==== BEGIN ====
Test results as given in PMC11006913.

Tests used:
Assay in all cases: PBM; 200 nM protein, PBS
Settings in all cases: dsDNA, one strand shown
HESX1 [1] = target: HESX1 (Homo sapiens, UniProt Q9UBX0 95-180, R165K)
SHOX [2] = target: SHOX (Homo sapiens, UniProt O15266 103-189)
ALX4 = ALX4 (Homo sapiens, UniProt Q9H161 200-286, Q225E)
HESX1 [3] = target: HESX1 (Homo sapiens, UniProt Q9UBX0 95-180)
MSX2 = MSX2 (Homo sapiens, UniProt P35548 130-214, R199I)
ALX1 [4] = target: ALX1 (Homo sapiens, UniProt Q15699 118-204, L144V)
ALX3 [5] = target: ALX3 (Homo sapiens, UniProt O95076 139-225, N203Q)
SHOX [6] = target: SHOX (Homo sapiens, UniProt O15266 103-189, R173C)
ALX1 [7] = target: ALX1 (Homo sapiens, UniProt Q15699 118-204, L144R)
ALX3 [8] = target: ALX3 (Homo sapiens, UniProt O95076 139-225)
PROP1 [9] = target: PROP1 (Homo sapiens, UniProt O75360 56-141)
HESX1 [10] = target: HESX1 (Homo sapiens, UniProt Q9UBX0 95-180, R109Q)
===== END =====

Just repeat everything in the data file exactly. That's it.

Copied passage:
Test results as given in PMC11006913.

Tests used:
Assay in all cases: PBM; 200 nM protein, PBS
Settings in all cases: dsDNA, one strand shown
HESX1 [1] = target: HESX1 (Homo sapiens, UniProt Q9UBX0 95-180, R165K)
SHOX [2] = target: SHOX (Homo sapiens, UniProt O15266 103-189)
ALX4 = ALX4 (Homo sapiens, UniProt Q9H161 200-286, Q225E)
HESX1 [3] = target: HESX1 (Homo sapiens, UniProt Q9UBX0 95-180)
MSX2 = MSX2 (Homo sapiens, UniProt P35548 130-214, R199I)
ALX1 [4] = target: ALX1 (Homo sapiens, UniProt Q15699 118-204, L144V)
ALX3 [5] = target: ALX3 (Homo sapiens, UniProt O95076 139-225, N203Q)
SHOX [6] = target: SHOX (Homo sapiens, UniProt O15266 103-189, R173C)
ALX1 [7] = target: ALX1 (Homo sapiens, UniProt Q15699 118-204, L144R)
ALX3 [8] = target: ALX3 (Homo sapiens, UniProt O95076 139-225)
PROP1 [9] = target: PROP1 (Homo sapiens, UniProt O75360 56-141)
HESX1 [10] = target: HESX1 (Homo sapiens, UniProt Q9UBX0 95-180, R109Q)